The Ashfall deposit preserves the fossilized remains of ancient animals that perished in a dense volcanic ash fall which occurred during the late Miocene, approximately 12 million years ago.
Click below to see how the ash traveled and where it landed.
Twelve million years ago, the water hole at Ashfall was a vibrant, vital ecosystem serving a diverse array of creatures. Meet the animals that lived their lives—and met their fate—at what became one of the world’s great fossil beds.
Ashfall was an ancient water hole, a shallow depression where water would accumulate. The pond was used by many different species. “As far as we can tell, this was probably the only water hole for at least a mile in any direction,” explained paleo sleuth Mike Voorhies. It's likely that herds of animals from a fair distance away came to Ashfall at different times each day.
“Probably herds of zebra-like horses would come in and then maybe a bunch of camels later,” Voorhies said. “It's pretty likely that rhinos spent a fair amount of time actually basking in the waterhole. The fossil rhinos we have here have short legs like a hippo. It's pretty likely that these guys spent a fair amount of time wallowing and thrashing around in the water.”
Voorhies said that when the four-tusker elephants came to the water hole to drink and bathe, it’s probable that most other creatures left, since typically elephants are not very tolerant of other animals.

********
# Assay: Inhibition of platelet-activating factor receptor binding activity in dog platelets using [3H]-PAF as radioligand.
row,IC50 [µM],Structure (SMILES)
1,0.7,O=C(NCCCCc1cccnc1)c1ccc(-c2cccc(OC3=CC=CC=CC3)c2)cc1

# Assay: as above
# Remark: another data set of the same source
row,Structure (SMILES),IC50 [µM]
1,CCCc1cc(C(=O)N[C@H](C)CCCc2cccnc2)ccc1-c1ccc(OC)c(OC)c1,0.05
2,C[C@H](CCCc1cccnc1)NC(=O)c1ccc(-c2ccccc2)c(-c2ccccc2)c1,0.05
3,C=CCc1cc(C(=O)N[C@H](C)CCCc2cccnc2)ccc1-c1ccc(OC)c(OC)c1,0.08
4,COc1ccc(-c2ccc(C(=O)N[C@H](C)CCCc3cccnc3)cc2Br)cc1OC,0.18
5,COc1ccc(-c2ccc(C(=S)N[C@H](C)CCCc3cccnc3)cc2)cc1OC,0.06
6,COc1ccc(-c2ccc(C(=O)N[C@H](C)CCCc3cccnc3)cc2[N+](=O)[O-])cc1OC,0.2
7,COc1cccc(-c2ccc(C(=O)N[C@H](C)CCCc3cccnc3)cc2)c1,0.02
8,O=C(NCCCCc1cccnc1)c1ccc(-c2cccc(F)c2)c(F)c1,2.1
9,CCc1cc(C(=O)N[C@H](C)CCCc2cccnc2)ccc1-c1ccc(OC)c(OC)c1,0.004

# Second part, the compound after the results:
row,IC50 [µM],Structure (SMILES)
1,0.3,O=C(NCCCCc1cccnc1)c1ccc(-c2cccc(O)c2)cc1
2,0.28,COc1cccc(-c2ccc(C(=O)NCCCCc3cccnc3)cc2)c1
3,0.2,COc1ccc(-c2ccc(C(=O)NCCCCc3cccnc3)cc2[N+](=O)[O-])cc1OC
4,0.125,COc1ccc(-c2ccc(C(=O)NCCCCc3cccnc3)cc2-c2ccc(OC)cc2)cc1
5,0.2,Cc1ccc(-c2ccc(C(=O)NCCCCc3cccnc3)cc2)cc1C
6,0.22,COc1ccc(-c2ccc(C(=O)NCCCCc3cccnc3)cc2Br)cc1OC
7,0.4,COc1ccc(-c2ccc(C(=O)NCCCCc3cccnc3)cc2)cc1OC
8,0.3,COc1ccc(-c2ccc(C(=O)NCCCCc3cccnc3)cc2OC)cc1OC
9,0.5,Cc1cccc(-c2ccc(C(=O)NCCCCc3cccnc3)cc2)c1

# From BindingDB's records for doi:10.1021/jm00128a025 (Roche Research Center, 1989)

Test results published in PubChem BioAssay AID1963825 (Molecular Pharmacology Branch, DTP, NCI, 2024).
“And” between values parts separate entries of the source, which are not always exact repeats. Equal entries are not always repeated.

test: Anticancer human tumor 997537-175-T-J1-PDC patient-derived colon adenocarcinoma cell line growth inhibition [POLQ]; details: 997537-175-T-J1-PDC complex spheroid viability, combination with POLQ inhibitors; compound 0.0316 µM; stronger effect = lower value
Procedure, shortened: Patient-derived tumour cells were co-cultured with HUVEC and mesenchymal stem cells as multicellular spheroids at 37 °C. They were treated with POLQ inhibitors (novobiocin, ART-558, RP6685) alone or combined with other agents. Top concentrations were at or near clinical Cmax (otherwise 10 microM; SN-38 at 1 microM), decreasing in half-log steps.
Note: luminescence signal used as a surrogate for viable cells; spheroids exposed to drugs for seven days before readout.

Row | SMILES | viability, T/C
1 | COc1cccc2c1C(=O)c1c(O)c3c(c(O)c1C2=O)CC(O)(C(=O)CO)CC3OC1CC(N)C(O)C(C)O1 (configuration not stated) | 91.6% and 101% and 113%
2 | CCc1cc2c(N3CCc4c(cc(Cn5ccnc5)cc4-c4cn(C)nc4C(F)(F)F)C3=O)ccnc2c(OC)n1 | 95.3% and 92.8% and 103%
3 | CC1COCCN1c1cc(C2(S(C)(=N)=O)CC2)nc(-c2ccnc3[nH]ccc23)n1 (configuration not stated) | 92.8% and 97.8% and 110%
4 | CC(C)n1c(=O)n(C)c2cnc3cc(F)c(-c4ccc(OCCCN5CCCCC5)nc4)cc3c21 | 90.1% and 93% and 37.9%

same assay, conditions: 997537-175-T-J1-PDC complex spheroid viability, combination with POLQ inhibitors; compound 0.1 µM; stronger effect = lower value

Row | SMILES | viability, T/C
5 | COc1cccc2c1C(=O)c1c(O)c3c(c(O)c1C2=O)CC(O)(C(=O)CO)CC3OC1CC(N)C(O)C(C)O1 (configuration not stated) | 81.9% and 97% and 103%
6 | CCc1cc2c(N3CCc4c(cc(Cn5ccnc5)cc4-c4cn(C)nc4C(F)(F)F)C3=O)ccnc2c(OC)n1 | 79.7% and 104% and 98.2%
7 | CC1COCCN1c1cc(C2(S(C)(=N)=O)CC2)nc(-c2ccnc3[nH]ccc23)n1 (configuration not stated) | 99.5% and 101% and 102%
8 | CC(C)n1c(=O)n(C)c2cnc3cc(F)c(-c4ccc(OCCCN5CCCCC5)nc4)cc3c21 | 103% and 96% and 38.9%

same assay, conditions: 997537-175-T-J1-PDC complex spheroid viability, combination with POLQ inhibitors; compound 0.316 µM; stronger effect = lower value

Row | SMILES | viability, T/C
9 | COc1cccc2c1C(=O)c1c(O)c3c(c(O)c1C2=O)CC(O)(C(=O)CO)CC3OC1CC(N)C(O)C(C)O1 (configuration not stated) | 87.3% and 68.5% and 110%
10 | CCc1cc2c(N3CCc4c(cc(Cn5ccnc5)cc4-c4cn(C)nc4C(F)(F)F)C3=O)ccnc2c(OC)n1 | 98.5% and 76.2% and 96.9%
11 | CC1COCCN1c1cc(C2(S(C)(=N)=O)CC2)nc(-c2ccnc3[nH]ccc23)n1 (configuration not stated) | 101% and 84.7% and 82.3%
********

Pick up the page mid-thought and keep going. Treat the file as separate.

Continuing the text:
At night, the meat-eating animals would come to Ashfall to drink—saber cats and hyenas for example. There would be small creatures such as hedgehogs, too.
Click/Tap to Enlarge the Image
Explore some of the animals discovered at Ashfall in these high-resolution 3D models:
This is an inquiry activity that will introduce students to the variety of fossils that can be found at Ashfall Fossil Beds State Historical Park located north of Royal, Nebraska. Students will use what they have learned about describing fossils from previous activities to infer information, and identify cardstock representations of fossils to that of the real fossils found at Ashfall through research on the Ashfall website. Students will have four excavation opportunities to investigate and identify the animals at Ashfall. This activity takes 1-2 days to complete. This activity is an adaptation of the Great Fossil Find.